Ofsted: too big to not fail
Teaching unions have pointed to Ms Spielman’s lack of teaching experience. In partial defence, she does know her way around education, having amongst other things been involved with the Ark academy chain and acted as Chair of Ofqual, the exams regulator.
A more fundamental issue is whether anyone should be doing the Ofsted job as it stands.
The post’s title is, in full, Her Majesty’s Chief Inspector of Education, Children’s Services and Skills. That is a heck of a lot of responsibilities.
Schools have been inspected in England since the 1830s. The inspectorate was introduced after Parliament began making grants to schools, a reasonable enough justification at the time. For much of the 19th century such central funding was fairly minimal and the role of the inspectorate correspondingly limited. The 1902 Education Act (a Conservative measure, incidentally) established local education authorities and gave them the power to set up new secondary schools; it also gave the LEAs the power to inspect schools, under the general supervision of the national Inspectorate. This was the position for most of the 20th century, until John Major’s government centralised schools inspection under the new Ofsted – then standing for Office for Standards in Education.
Since then, Ofsted has accumulated a range of additional functions. In 2001 it took over from local authorities – more centralisation – the registration and inspection of day care and childminding. In 2007 it took over the Adult Learning Inspectorate, giving it responsibility for post-16 government-funded education outside the universities. At the same time it took on the task of inspecting social care services for children. If that wasn’t enough it moved into the independent sector (previously outside its remit) to oversee their boarding functions as part of its social care remit. It has also pushed for more regulation of home schooling.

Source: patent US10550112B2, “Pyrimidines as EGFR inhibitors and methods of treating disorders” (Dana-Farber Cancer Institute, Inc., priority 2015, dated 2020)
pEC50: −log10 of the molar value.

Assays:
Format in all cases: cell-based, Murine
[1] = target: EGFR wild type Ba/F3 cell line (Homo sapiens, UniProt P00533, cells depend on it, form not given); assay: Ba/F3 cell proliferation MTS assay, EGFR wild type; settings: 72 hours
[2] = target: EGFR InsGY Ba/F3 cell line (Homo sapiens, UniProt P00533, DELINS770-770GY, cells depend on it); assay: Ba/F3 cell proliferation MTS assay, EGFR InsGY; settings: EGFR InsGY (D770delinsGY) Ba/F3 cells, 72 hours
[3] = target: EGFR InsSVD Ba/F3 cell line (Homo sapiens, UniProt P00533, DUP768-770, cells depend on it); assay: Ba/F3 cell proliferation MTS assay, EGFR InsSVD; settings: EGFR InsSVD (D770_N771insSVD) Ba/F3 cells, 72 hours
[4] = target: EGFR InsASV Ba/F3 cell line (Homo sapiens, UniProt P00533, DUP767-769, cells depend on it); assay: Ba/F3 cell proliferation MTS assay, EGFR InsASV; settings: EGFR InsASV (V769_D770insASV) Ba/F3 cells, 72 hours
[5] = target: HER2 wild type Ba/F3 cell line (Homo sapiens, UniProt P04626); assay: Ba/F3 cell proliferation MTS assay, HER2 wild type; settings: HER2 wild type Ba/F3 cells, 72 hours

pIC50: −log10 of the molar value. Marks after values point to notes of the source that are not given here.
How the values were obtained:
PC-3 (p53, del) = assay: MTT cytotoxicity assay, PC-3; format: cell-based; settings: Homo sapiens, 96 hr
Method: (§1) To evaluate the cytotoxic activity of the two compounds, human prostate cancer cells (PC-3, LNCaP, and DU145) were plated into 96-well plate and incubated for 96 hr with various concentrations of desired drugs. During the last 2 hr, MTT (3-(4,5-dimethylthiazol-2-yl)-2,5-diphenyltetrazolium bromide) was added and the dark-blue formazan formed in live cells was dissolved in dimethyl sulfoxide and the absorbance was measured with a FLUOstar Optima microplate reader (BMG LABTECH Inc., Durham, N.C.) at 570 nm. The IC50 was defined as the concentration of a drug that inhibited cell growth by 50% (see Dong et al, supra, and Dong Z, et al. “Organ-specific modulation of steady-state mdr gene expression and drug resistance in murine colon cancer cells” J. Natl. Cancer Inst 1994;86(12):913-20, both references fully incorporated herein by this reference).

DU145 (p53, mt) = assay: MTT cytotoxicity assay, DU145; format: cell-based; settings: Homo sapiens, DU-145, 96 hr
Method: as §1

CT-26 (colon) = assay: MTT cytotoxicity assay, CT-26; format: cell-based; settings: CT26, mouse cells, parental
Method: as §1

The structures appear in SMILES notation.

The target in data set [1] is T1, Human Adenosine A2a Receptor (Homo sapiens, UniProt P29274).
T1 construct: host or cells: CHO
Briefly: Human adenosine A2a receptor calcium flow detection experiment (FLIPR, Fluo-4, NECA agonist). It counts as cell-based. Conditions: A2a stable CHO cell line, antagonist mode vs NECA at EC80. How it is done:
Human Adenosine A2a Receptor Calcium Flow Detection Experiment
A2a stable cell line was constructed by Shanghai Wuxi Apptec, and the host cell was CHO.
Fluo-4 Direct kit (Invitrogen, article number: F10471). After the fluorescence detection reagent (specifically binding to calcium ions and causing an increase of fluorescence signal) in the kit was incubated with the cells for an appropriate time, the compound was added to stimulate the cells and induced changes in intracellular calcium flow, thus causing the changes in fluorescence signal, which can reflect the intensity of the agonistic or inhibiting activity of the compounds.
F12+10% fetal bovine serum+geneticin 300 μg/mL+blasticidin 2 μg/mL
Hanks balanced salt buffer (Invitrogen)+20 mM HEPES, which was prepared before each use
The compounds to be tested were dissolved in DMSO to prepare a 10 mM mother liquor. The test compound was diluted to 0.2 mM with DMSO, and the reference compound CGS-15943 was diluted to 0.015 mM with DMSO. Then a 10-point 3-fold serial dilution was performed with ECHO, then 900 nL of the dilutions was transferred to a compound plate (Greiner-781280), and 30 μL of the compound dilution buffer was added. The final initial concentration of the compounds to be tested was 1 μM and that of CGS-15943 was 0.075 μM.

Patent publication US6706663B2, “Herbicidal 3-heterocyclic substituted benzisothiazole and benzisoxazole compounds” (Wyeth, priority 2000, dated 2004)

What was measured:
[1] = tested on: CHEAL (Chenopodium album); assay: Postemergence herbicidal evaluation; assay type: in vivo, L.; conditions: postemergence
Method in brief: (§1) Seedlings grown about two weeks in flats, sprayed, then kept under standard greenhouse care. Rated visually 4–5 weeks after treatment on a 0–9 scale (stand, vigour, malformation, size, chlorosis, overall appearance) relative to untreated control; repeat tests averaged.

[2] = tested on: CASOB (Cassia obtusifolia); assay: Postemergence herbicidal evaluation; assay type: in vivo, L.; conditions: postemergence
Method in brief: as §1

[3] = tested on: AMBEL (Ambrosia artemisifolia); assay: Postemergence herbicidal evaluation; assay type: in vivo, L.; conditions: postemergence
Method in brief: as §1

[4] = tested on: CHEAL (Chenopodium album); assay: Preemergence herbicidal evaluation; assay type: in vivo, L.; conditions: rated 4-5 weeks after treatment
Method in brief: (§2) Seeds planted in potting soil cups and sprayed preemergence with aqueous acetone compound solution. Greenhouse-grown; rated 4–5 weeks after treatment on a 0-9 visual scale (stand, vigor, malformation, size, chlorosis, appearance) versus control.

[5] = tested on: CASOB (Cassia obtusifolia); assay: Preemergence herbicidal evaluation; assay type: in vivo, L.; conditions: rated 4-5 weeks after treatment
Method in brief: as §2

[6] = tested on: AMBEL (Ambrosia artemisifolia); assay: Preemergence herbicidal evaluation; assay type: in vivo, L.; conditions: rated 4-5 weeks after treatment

These responsibilities are too much for one organisation and no individual, whether Ms Spielman or anyone else, can give them all adequate attention.
The core schools inspection function is in need of an overhaul. Its methodology is heavy-handed and there is a strong suggestion that its inspectors enforce adherence to debatable teaching methods. It has initially missed, and then overreacted, to bad practice in some Muslim-majority schools. Its approach to academies needs sorting out. Even when there are no problems, its communications to schools and thus to parents are full of template-generated banality and tell us little we do not already know or could glean from publicly available data. Policy Exchange have suggested radical changes to Ofsted’s approach which would also save money.
So a reform job there. But what about the other responsibilities? Social care raises a completely different set of issues. The Baby P scandal in Haringey is one demonstration of the inadequacy of Ofsted inspection of social care: another is failure to spot the sexual abuse of children in care in many northern cities (this latter failure is documented by James Tooley and Barrie Craven in the February issue of Economic Affairs).
As for daycare and nursery schooling, regulation has been a disaster for parents and Ofsted must share much of the blame. The rigid inspection system and adherence to the Early Years Foundation Stage – a national curriculum for tiny tots – have driven tens of thousands of childminders out of childcare, and raised the cost and reduced the availability of nurseries.
During the last Parliament, the House of Commons Education Committee called for social care to be split from Ofsted’s responsibilities. They should repeat this call, and also demand that childcare be taken from its remit.
Ofsted is just too big. The proper question for Nicky Morgan is not whether she should persist in the appointment of Amanda Spielman, but whether the Chief Inspector role should exist in its current form.